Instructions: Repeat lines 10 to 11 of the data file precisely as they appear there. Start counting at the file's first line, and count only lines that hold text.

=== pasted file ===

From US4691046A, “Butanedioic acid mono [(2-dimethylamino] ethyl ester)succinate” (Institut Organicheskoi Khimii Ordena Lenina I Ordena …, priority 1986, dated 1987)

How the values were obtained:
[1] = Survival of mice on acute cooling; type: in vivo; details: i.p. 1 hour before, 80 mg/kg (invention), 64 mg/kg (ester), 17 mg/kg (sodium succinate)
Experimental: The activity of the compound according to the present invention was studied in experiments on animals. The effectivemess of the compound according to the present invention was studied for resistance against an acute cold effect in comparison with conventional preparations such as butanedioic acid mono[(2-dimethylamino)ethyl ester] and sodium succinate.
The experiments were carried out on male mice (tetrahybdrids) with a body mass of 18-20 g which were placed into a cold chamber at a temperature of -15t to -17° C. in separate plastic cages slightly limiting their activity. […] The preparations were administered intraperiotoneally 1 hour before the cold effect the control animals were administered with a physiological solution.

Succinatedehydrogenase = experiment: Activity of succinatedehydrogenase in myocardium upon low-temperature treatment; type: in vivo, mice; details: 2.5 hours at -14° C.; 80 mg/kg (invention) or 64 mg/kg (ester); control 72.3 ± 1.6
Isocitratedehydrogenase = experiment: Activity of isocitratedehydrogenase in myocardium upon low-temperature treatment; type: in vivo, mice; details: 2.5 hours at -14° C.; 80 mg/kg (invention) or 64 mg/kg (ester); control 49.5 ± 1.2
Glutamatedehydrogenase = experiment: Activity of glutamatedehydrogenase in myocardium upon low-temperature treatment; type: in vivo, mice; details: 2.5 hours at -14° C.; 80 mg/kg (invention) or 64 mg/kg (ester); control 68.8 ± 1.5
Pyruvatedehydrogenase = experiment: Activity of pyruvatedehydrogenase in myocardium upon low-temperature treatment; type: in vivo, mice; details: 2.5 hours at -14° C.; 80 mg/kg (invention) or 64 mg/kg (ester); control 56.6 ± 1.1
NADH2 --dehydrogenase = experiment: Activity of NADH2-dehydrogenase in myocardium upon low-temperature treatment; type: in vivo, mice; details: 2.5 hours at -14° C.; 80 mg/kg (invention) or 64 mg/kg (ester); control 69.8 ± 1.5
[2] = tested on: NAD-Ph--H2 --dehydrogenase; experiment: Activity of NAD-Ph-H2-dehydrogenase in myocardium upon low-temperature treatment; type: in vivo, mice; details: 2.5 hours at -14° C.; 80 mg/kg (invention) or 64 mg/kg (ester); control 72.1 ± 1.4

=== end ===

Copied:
NADH2 --dehydrogenase = experiment: Activity of NADH2-dehydrogenase in myocardium upon low-temperature treatment; type: in vivo, mice; details: 2.5 hours at -14° C.; 80 mg/kg (invention) or 64 mg/kg (ester); control 69.8 ± 1.5
[2] = tested on: NAD-Ph--H2 --dehydrogenase; experiment: Activity of NAD-Ph-H2-dehydrogenase in myocardium upon low-temperature treatment; type: in vivo, mice; details: 2.5 hours at -14° C.; 80 mg/kg (invention) or 64 mg/kg (ester); control 72.1 ± 1.4